Handcrafted “Dim Sum”@ Jin Yi Restaurant Dim Sum, 3054 Jalan Kampung Baru, Taman Kljang , Bukit Mertajam

Description
A “family-run” dim-sum restaurant that is worth a visit. The first thing that struck me when I walked into the restaurant was the cleanliness of the place which is a rarity in such kind of set-up.

According to the owner, Mr. Ooi, the dim-sums are handmade by his son. My favourites were the eggplant, “ha-kaw”and deep fried yam fritter. Although the dim-sum selection was not extraordinary, the taste and texture of the dough, dumpling skin and filling were pretty well done and tasted good.  They have the original dim sum taste👍🏻. I would definitely have to go back to check out the other selections, and I recommend that you too give this place a try.

Overall Rating: 3.5/5
Food Quality: 4/5
Pricing: 4/5
Ambience: 3/5
Service: 3/5

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Fresh Lobster @ Jade Garden Seafood Corner, Sungai Rengit, Johor

Description

As the restaurant name suggests, this place serves a wide selection of fresh seafood that you get to pick and choose.  This is where I got to taste one of the best and freshest Lobster at a fraction of the price that I and most people would typically pay in other cities in Malaysia, regardless of whether it is in a Chinese or a Western restaurant.

This place can be be found hidden in a fishing village that is about a 1.5 hours drive from Johor Bahru.  The footprint of the restaurant is awesomely big and although I did not do a count on the number of tables it could fit,  I imagine it could probably fit a hundred tables, or close to that number.  The place appears to be filled with a lot of Singaporean tourists.  The menu offers Chinese cuisine with many choices of cooking style.  I happily went along with the restaurant’s recommendations which were actually the standard recipe that I had tried umpteenth times in other seafood restaurants.  I did that so that I could have a good comparison with the others I had elsewhere, and regardless of the name on the menu, there is always some difference in the style and taste and they never come out exactly the same.  I wasn’t disappointed!!! The freshness was awesome and taste the cooks gave to the dishes was really good.  So, the next time you are in Johor Bahru and you have a craving for seafood, take a ‘road trip’ to this place.  You won’t be disappointed. Oh!, be early because the place is packed during dinner, especially over the weekends.

Overall Rating: 4/5
Food Taste: 5/5
Pricing: 4/5
Ambience: 4/5
Service: 3/5

Two-Brothers “Yaw Char Kwai/Yu Char Koay” (Chinese Cruller) @ Chai Leng Park Wet Market, Perai

Description
油炸鬼 or “Yaw Char Kwai”, the traditional Cantonese name for this snack literally means oil-fried ghost. Perhaps the name is associated to how sinful you will feel after consuming this tasty snack that is often dripping in oil.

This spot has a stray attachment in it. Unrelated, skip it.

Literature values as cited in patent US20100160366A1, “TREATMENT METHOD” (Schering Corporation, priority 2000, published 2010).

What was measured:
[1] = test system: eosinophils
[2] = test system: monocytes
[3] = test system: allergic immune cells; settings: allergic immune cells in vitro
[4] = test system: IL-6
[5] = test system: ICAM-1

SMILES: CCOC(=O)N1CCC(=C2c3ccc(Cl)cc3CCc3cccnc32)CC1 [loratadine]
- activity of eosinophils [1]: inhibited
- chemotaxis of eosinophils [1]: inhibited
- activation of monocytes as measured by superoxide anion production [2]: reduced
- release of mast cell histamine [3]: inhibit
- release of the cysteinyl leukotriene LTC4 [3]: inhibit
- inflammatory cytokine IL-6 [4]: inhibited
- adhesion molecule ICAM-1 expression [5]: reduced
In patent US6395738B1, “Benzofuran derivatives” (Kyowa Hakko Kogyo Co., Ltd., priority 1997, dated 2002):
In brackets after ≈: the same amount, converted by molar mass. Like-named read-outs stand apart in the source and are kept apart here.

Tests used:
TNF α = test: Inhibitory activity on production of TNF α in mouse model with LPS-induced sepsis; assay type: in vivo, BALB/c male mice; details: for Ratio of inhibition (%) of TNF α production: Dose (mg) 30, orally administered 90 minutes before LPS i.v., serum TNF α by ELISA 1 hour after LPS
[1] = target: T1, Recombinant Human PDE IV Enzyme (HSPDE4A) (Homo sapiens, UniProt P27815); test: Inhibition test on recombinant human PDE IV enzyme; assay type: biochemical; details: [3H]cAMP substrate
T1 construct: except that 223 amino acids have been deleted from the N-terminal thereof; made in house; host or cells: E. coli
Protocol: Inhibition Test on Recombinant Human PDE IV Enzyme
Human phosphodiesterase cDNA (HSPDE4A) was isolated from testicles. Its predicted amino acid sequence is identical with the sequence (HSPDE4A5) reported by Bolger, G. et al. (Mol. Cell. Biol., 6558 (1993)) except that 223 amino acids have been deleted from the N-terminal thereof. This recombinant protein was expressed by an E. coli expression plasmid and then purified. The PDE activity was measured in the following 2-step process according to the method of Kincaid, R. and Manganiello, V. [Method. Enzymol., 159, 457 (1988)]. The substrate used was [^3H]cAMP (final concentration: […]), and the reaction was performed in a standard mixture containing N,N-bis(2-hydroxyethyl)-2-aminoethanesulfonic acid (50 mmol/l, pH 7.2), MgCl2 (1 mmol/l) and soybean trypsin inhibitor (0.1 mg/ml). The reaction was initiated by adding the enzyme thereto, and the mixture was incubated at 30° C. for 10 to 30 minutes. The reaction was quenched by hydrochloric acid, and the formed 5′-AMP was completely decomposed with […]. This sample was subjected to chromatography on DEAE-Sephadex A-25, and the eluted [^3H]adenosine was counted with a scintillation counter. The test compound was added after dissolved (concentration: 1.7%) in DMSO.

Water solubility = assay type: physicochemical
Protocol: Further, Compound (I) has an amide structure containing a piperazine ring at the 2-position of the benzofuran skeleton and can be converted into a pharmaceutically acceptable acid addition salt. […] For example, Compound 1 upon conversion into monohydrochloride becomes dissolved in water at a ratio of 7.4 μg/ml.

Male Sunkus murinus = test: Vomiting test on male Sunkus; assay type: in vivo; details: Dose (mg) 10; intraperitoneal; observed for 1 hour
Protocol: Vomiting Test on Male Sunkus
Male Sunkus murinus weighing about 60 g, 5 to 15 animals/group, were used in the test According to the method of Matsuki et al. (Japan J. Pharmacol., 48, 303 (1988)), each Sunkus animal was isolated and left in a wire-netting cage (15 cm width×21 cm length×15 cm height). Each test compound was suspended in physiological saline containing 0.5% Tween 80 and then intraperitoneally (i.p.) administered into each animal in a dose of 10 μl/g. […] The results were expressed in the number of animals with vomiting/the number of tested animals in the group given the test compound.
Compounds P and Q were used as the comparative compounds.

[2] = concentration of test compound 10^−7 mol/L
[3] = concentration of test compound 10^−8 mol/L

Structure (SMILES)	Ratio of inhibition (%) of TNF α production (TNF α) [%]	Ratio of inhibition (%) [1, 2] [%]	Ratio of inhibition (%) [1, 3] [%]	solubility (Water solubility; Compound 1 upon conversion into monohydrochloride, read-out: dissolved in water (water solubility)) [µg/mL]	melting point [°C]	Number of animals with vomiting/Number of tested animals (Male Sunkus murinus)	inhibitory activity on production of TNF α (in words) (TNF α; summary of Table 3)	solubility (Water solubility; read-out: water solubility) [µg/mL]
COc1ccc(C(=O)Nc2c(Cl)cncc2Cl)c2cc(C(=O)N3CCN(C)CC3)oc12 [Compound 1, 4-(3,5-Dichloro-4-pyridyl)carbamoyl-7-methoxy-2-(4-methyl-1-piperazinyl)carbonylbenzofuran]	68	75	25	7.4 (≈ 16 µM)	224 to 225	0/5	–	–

The origin of the recipe has never been determined but various versions exist throughout the Chinese culture. In China, it is referred to as “You Tiao”. In Taiwan and in Penang where the Minnan or Hokkien community is predominant, it is referred to as “Yu Char Koay” which loosely translates to oil-fried pastry.

There is no question that the Malaysian “improved” version deserves its own respect although some may argue over the authenticity of its taste. As foodies and consumers, most of us are only concerned about the quality and taste of the final product. When it comes to food, Penang-ites are spoilt for choice so I will be sharing one of my selected stalls in this post.

This food stall is operated by two brothers who learned the trade from their father. From here on, we will refer to their father as Mr. Oily Ghost.  20 years ago Mr. Oily Ghost worked as an apprentice to a local hawker in Taiping, where he learned the recipe. I am uncertain if adaptations have been made to the recipe since then, but I can tell that the stall is a hit with locals. Every morning, long lines of customers can be seen crowding the store for fresh “Yu Char Koay”. The second-generation Oily Ghost brothers are from Bukit Mertajam. Their well-patronized stall is located at Perai and opens at 6am every day (closed only on public holidays).

Malaysians love variety and we can see that being reflected in our language, culture and most importantly, FOOD. The “Yu Char Koay” traditionally shaped into long strips has evolved and taken on creative shapes with a combination of fillings to appeal to the locals.

A quick word with the brothers revealed that they are happy with how well their business is doing but they have no desire to expand their business. What a heartwarming feeling to hear how contented they are! Of course I was also happy to learn that this means I will be able to continue to get my traditional twin-strip “Yu Char Koay” without worrying too much about paying for “branding”.  My family and I happen to think that this stall has the better recipe, better dough texture and taste compared to many others we have tried.  The plain strip “Yu Char Koay” goes well with either Porridge/Congee or over a hot cup of local black coffee.

Overall Rating: 3.5/5
Food Quality: 4/5
Pricing: 4/5
Ambience: 3/5
Service: 3/5